The house doesn't always increase in value by the exact amount of the repairs. It doesn't do it in the example you cited. $100,000 asking price, plus $25,000 renovation = $125,000. You said the ARV would be $150,000 - $175,000.
There is TONS of information here on BP to help you learn to calculate the ARV of property.
I suspect you need to know more than just how to calculate ARV. Start with the Ultimate Beginners Guide. It will explain ARV and much more.
Also watch/listen to the interview with Will Barnard. It's all about ARV. It's from 2011, but the process didn't change.
I answered this question on Quora a couple years ago and it got over 150,000 views, so I'm guessing it's a decent response to the question... I'll just cut and paste it here:
"There are two main ways that house flippers are able to overcome the (very real) problem that most renovations don't increase the value of a property by at least 100% of the cost of the renovations:
1. First, most house flippers are skilled at buying well below market value. If you buy a house that requires $50K in renovations for $50K below market value (value after renovations), then like you surmised, there is no profit to be made -- after the renovations, the house is worth what you paid plus what you spent in renovations. This is what many homeowners will do when they purchase a house.
But, an investor would attempt to buy that same house for (as an example) $200K below market value (value after renovations), instead of just $50K below market value. That way, after the investor puts $50K into renovating the property, he still has $150K in equity. Some of that will get eaten up by fixed costs (purchase costs, holding costs and selling costs), and the rest of that equity is profit in the investors pocket.
One reason a smart investor can purchase properties well below market value is by focusing on properties that have little demand (i.e., little competition for the investor). As an example, a house that requires $50K in structural work to be inhabitable might be so difficult for other buyers to purchase that a smart investor can pick up that property for much, much less than $50K below market value (and keep the spread as profit).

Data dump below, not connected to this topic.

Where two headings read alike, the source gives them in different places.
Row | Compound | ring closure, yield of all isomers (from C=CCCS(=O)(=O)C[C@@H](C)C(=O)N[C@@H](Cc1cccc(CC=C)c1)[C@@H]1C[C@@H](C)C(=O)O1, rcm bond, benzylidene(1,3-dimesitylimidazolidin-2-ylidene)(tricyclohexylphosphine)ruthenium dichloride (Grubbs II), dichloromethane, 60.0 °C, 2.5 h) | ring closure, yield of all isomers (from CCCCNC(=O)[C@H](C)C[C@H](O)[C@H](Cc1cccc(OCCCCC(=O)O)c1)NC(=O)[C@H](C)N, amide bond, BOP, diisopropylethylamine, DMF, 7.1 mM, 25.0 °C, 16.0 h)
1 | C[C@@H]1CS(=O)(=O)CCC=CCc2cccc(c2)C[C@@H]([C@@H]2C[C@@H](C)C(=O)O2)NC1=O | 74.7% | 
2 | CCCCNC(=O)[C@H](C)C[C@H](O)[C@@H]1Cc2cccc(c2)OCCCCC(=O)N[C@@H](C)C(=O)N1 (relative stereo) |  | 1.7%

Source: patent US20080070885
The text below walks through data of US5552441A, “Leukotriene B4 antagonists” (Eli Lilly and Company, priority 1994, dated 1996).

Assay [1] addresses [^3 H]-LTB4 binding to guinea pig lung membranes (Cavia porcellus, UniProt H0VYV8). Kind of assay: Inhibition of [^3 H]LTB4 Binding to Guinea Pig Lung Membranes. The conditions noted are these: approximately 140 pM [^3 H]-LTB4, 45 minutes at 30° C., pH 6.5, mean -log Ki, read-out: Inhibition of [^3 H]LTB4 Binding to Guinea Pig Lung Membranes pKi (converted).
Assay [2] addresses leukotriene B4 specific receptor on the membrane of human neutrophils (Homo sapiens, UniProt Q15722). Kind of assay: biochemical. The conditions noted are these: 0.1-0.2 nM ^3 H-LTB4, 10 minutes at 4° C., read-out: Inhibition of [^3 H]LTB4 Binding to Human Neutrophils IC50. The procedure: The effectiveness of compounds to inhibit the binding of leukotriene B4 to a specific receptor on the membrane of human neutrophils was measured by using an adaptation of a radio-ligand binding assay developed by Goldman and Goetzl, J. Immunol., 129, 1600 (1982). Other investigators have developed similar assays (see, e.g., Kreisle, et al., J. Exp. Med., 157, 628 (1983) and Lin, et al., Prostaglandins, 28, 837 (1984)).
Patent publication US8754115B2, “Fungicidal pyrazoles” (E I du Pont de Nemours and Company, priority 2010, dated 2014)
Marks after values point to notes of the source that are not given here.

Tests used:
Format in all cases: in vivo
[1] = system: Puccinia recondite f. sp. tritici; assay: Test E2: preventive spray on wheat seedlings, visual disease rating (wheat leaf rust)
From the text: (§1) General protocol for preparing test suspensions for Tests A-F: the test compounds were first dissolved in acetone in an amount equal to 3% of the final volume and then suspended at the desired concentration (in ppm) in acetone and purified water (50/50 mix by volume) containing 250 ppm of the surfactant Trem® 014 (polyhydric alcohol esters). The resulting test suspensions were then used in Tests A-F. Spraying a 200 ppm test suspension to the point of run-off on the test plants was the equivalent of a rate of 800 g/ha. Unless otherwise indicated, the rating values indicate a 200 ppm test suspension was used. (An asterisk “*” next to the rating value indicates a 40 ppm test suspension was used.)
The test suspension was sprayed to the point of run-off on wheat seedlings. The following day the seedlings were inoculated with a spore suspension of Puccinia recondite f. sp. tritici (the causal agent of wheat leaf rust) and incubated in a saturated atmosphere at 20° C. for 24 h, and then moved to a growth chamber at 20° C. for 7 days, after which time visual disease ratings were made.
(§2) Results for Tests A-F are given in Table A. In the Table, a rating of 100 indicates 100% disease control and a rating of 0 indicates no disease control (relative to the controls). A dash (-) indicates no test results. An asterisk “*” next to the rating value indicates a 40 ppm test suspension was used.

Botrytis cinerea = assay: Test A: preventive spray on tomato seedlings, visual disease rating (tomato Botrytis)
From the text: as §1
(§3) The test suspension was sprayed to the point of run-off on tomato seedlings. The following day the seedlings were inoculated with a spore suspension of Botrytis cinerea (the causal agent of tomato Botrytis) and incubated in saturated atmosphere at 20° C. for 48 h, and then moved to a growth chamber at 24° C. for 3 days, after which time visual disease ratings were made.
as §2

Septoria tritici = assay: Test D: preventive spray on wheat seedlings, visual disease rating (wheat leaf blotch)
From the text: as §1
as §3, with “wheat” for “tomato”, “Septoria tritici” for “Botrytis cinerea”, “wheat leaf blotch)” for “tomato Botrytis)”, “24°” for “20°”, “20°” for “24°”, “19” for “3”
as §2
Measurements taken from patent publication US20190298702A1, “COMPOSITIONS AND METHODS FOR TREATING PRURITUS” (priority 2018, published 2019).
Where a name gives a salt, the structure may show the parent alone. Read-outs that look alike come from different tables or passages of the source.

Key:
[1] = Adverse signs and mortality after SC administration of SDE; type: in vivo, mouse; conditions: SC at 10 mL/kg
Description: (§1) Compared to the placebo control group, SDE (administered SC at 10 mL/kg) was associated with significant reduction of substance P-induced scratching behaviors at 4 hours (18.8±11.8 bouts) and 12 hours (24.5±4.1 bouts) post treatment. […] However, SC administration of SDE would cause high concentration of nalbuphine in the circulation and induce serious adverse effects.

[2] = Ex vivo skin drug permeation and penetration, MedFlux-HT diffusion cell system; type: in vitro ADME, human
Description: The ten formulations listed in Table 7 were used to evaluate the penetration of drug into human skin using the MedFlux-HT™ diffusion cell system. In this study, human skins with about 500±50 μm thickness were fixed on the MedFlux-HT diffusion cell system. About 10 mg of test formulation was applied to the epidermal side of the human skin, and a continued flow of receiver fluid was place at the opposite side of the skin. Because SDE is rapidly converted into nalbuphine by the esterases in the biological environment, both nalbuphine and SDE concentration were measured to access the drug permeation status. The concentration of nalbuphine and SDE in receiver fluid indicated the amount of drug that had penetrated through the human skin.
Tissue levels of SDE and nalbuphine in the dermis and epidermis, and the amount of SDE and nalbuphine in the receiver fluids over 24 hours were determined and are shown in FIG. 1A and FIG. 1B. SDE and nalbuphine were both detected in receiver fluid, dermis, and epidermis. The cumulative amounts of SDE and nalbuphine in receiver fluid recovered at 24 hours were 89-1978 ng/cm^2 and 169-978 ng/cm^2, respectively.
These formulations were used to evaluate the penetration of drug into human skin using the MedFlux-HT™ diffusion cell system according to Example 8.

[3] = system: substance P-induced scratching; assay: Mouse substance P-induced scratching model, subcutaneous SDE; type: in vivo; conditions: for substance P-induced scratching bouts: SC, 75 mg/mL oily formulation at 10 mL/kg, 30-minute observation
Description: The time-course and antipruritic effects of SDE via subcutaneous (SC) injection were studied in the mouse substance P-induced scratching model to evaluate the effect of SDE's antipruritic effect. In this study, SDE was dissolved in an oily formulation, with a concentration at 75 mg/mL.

Now, you might wonder why a homeowner (or another investor) wouldn't come in and pay closer to market value, spend $50K on structural repairs and then have some equity in the house. The answer is that, if a house is in very poor condition, a homeowner will likely be unable to get a loan on the property; without cash, a homeowner can't compete for this type of property against an investor who does have cash. And other investors are often scared of properties with major issues, so even other investors are often not competition for the properties in really bad condition.
In other words, most cosmetic repairs don't pay for themselves in value added to the property; but, other types of repairs (structural, additions, basement finishing, etc) can often more than pay for themselves because there is little competition and the investor can pick up the property for a great price.
2. The second way that an investor can overcome the issue of renovations not paying for themselves is to do the types of renovations that DO pay for themselves. There are certain types of renovations that -- because they change the fundamental demand for the property so greatly -- can easily add more value than they cost.
Some examples here are additions (adding square footage), changing floorplans (making a house more functional), adding bathrooms or bedrooms (changing the buyer demographic), tearing down and rebuilding, etc. These types of renovations put the property in a new category, where the value of the house isn't incrementally increased, it is increased via step-function to a new class of property.
Because these types of renovations are difficult, risky, require experience, require vision, require cash, etc., most homeowners won't undertake these types of renovations and therefore can't "unlock" all the additional value themselves.
So, to summarize, the two ways that flippers make money in this business are to make money when you buy (i.e., purchase so far below market value that you have equity after the renovations) and/or make money when you sell (i.e., increase the value so much with the renovations as to put the property in a new class when you sell)."
@Maxwell Milholland Your ARV should be determined by a realtor who knows the area who can tell you what a house will go for within 1 mile radius with he updates you have, similar beds, baths, sqft and lot sqft.
All the best!
Originally posted by @Maxwell Milholland :
Thanks everybody! @@Hattie Dizmond I'm not sure if you or misread my post or what, but I'm well aware that the ARV doesn't always increase by the same amount of the renovations made. My question is why? I see a lot of posts and articles saying investor bought propert A at whatever amount, put x amount of dollars in renovations into it, and now all of a sudden the increase in the value of the property is double or more the amount spent in renovations. How is this logical and what is the principle behind this?
My apologies. You're absolutely right. I misread what you posted.
@J Scott Thank you! That definitely clears up some misconceptions that I had. I am obviously new to this whole thing, and I am considering "house hacking" my first rental property as a means to get my foot in the door. I've been scanning Zillow and redfin for weeks, analyzing information and trying to put the pieces together, but I have not yet determined the excact criteria for my search. Am I looking for fixer-uppers? Which areas should I be looking? What is an appropriate upper limit on how much I should spend on renovations? Of course, this all depends on my particular situation, but is there any general advice you can give me to help me get this real estate train rolling?